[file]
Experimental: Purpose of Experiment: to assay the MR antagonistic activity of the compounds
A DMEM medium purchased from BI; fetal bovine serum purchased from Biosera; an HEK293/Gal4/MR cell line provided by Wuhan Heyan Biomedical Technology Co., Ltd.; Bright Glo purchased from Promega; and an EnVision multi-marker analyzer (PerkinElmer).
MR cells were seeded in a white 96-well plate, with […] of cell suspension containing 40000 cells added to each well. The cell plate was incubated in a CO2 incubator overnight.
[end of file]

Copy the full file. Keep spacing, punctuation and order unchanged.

Experimental: Purpose of Experiment: to assay the MR antagonistic activity of the compounds
A DMEM medium purchased from BI; fetal bovine serum purchased from Biosera; an HEK293/Gal4/MR cell line provided by Wuhan Heyan Biomedical Technology Co., Ltd.; Bright Glo purchased from Promega; and an EnVision multi-marker analyzer (PerkinElmer).
MR cells were seeded in a white 96-well plate, with […] of cell suspension containing 40000 cells added to each well. The cell plate was incubated in a CO2 incubator overnight.